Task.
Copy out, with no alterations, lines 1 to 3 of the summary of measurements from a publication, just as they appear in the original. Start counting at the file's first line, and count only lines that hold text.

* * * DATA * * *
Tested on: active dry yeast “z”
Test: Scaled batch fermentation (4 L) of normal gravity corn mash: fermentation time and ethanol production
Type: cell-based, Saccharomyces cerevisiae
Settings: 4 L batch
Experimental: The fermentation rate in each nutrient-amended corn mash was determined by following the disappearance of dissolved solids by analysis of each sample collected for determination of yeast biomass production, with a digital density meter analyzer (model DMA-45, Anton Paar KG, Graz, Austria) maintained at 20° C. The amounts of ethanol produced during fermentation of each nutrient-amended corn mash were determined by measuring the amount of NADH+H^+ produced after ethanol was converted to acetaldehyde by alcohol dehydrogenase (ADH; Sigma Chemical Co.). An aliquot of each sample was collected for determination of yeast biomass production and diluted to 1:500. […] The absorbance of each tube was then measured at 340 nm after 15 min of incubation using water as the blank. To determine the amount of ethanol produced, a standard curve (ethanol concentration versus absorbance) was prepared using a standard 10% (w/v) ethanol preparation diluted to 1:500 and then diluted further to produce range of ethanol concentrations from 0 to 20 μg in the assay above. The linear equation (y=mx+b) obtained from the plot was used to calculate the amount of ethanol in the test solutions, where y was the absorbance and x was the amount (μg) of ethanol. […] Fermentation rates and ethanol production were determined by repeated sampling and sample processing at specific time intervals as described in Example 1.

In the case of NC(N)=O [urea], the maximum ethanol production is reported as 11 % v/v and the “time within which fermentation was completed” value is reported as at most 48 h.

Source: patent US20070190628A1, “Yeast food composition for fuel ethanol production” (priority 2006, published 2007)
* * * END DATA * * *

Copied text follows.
Tested on: active dry yeast “z”
Test: Scaled batch fermentation (4 L) of normal gravity corn mash: fermentation time and ethanol production
Type: cell-based, Saccharomyces cerevisiae